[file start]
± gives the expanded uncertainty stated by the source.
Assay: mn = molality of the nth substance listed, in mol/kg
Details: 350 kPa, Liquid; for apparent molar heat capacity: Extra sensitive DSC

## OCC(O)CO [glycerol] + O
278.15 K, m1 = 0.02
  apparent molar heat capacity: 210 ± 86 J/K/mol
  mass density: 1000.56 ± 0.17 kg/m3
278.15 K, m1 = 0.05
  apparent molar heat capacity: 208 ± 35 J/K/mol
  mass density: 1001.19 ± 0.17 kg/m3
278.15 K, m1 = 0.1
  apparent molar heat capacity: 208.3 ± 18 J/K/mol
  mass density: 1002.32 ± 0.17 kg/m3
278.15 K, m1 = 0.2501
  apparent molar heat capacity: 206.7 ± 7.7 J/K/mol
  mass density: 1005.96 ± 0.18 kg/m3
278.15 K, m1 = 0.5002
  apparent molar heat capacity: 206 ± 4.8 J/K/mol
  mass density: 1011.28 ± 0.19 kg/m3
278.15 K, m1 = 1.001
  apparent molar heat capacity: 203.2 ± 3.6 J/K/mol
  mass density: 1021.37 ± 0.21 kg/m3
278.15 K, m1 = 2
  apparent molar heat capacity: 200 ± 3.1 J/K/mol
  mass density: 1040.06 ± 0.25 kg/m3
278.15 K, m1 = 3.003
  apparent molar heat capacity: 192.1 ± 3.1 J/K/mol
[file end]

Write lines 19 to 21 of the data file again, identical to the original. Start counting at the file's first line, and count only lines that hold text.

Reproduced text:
  mass density: 1011.28 ± 0.19 kg/m3
278.15 K, m1 = 1.001
  apparent molar heat capacity: 203.2 ± 3.6 J/K/mol